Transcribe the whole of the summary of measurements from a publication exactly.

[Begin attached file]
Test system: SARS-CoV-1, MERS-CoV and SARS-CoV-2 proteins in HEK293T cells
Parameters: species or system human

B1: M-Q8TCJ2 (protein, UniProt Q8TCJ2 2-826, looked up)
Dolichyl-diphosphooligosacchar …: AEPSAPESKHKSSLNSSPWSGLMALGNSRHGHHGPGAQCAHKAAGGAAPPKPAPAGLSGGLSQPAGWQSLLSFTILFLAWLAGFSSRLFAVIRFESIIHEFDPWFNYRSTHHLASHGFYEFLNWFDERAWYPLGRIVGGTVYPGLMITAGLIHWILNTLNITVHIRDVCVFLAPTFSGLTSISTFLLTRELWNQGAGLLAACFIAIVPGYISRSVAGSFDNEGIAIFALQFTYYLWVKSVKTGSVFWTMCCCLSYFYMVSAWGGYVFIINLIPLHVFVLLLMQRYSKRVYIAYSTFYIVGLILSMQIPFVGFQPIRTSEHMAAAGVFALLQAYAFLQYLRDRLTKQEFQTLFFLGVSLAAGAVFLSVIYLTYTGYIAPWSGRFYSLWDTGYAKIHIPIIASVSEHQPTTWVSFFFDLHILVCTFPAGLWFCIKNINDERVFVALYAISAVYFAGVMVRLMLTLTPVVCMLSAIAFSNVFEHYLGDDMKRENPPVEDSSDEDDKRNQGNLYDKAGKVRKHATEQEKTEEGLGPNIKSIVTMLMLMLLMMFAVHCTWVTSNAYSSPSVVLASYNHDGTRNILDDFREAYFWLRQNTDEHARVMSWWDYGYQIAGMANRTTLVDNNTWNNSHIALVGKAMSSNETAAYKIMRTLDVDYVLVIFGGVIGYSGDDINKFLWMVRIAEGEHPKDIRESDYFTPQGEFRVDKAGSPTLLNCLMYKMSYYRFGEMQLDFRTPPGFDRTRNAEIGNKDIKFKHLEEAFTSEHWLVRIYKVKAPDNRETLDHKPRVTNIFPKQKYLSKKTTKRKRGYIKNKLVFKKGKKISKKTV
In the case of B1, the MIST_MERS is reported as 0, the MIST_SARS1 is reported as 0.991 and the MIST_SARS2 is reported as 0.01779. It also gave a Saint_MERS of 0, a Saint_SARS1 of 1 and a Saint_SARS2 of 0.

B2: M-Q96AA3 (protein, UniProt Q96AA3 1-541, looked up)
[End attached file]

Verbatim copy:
Test system: SARS-CoV-1, MERS-CoV and SARS-CoV-2 proteins in HEK293T cells
Parameters: species or system human

B1: M-Q8TCJ2 (protein, UniProt Q8TCJ2 2-826, looked up)
Dolichyl-diphosphooligosacchar …: AEPSAPESKHKSSLNSSPWSGLMALGNSRHGHHGPGAQCAHKAAGGAAPPKPAPAGLSGGLSQPAGWQSLLSFTILFLAWLAGFSSRLFAVIRFESIIHEFDPWFNYRSTHHLASHGFYEFLNWFDERAWYPLGRIVGGTVYPGLMITAGLIHWILNTLNITVHIRDVCVFLAPTFSGLTSISTFLLTRELWNQGAGLLAACFIAIVPGYISRSVAGSFDNEGIAIFALQFTYYLWVKSVKTGSVFWTMCCCLSYFYMVSAWGGYVFIINLIPLHVFVLLLMQRYSKRVYIAYSTFYIVGLILSMQIPFVGFQPIRTSEHMAAAGVFALLQAYAFLQYLRDRLTKQEFQTLFFLGVSLAAGAVFLSVIYLTYTGYIAPWSGRFYSLWDTGYAKIHIPIIASVSEHQPTTWVSFFFDLHILVCTFPAGLWFCIKNINDERVFVALYAISAVYFAGVMVRLMLTLTPVVCMLSAIAFSNVFEHYLGDDMKRENPPVEDSSDEDDKRNQGNLYDKAGKVRKHATEQEKTEEGLGPNIKSIVTMLMLMLLMMFAVHCTWVTSNAYSSPSVVLASYNHDGTRNILDDFREAYFWLRQNTDEHARVMSWWDYGYQIAGMANRTTLVDNNTWNNSHIALVGKAMSSNETAAYKIMRTLDVDYVLVIFGGVIGYSGDDINKFLWMVRIAEGEHPKDIRESDYFTPQGEFRVDKAGSPTLLNCLMYKMSYYRFGEMQLDFRTPPGFDRTRNAEIGNKDIKFKHLEEAFTSEHWLVRIYKVKAPDNRETLDHKPRVTNIFPKQKYLSKKTTKRKRGYIKNKLVFKKGKKISKKTV
In the case of B1, the MIST_MERS is reported as 0, the MIST_SARS1 is reported as 0.991 and the MIST_SARS2 is reported as 0.01779. It also gave a Saint_MERS of 0, a Saint_SARS1 of 1 and a Saint_SARS2 of 0.

B2: M-Q96AA3 (protein, UniProt Q96AA3 1-541, looked up)